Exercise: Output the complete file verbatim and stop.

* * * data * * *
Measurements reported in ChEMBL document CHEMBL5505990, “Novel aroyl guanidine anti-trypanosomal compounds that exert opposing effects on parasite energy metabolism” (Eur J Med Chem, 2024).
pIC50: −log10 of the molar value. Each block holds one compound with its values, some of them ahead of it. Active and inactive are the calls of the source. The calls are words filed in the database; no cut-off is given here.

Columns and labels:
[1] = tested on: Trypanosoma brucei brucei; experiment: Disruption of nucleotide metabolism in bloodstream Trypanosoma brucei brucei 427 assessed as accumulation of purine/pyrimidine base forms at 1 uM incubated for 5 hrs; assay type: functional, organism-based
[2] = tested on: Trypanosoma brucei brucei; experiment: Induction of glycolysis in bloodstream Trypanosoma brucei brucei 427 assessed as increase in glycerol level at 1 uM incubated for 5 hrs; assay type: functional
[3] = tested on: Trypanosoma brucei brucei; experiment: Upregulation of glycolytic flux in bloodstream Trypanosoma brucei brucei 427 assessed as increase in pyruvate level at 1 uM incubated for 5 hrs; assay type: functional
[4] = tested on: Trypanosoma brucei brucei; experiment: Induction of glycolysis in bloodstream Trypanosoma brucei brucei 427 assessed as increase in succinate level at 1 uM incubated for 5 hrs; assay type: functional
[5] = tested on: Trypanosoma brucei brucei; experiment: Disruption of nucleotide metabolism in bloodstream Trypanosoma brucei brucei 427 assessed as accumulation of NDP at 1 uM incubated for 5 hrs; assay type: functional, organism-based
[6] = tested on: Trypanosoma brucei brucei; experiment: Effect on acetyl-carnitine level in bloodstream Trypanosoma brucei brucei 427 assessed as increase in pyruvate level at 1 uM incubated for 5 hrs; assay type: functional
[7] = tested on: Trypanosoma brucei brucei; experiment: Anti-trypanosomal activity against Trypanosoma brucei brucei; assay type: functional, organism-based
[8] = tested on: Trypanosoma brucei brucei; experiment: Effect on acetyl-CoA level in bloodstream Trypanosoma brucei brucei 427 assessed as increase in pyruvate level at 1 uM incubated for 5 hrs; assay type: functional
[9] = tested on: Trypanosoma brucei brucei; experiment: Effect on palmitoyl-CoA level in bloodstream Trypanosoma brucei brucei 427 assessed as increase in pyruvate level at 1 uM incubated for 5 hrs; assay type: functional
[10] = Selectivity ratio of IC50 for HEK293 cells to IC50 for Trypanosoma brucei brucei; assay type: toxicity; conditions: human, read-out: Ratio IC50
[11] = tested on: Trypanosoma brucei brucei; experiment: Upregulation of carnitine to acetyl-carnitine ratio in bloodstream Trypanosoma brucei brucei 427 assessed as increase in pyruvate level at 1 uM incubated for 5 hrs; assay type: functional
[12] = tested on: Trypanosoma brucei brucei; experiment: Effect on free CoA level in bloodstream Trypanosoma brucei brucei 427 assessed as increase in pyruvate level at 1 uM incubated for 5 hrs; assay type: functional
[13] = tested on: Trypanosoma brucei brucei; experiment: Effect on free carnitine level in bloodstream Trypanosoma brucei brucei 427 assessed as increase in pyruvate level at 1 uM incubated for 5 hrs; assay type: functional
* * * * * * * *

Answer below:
Measurements reported in ChEMBL document CHEMBL5505990, “Novel aroyl guanidine anti-trypanosomal compounds that exert opposing effects on parasite energy metabolism” (Eur J Med Chem, 2024).
pIC50: −log10 of the molar value. Each block holds one compound with its values, some of them ahead of it. Active and inactive are the calls of the source. The calls are words filed in the database; no cut-off is given here.

Columns and labels:
[1] = tested on: Trypanosoma brucei brucei; experiment: Disruption of nucleotide metabolism in bloodstream Trypanosoma brucei brucei 427 assessed as accumulation of purine/pyrimidine base forms at 1 uM incubated for 5 hrs; assay type: functional, organism-based
[2] = tested on: Trypanosoma brucei brucei; experiment: Induction of glycolysis in bloodstream Trypanosoma brucei brucei 427 assessed as increase in glycerol level at 1 uM incubated for 5 hrs; assay type: functional
[3] = tested on: Trypanosoma brucei brucei; experiment: Upregulation of glycolytic flux in bloodstream Trypanosoma brucei brucei 427 assessed as increase in pyruvate level at 1 uM incubated for 5 hrs; assay type: functional
[4] = tested on: Trypanosoma brucei brucei; experiment: Induction of glycolysis in bloodstream Trypanosoma brucei brucei 427 assessed as increase in succinate level at 1 uM incubated for 5 hrs; assay type: functional
[5] = tested on: Trypanosoma brucei brucei; experiment: Disruption of nucleotide metabolism in bloodstream Trypanosoma brucei brucei 427 assessed as accumulation of NDP at 1 uM incubated for 5 hrs; assay type: functional, organism-based
[6] = tested on: Trypanosoma brucei brucei; experiment: Effect on acetyl-carnitine level in bloodstream Trypanosoma brucei brucei 427 assessed as increase in pyruvate level at 1 uM incubated for 5 hrs; assay type: functional
[7] = tested on: Trypanosoma brucei brucei; experiment: Anti-trypanosomal activity against Trypanosoma brucei brucei; assay type: functional, organism-based
[8] = tested on: Trypanosoma brucei brucei; experiment: Effect on acetyl-CoA level in bloodstream Trypanosoma brucei brucei 427 assessed as increase in pyruvate level at 1 uM incubated for 5 hrs; assay type: functional
[9] = tested on: Trypanosoma brucei brucei; experiment: Effect on palmitoyl-CoA level in bloodstream Trypanosoma brucei brucei 427 assessed as increase in pyruvate level at 1 uM incubated for 5 hrs; assay type: functional
[10] = Selectivity ratio of IC50 for HEK293 cells to IC50 for Trypanosoma brucei brucei; assay type: toxicity; conditions: human, read-out: Ratio IC50
[11] = tested on: Trypanosoma brucei brucei; experiment: Upregulation of carnitine to acetyl-carnitine ratio in bloodstream Trypanosoma brucei brucei 427 assessed as increase in pyruvate level at 1 uM incubated for 5 hrs; assay type: functional
[12] = tested on: Trypanosoma brucei brucei; experiment: Effect on free CoA level in bloodstream Trypanosoma brucei brucei 427 assessed as increase in pyruvate level at 1 uM incubated for 5 hrs; assay type: functional
[13] = tested on: Trypanosoma brucei brucei; experiment: Effect on free carnitine level in bloodstream Trypanosoma brucei brucei 427 assessed as increase in pyruvate level at 1 uM incubated for 5 hrs; assay type: functional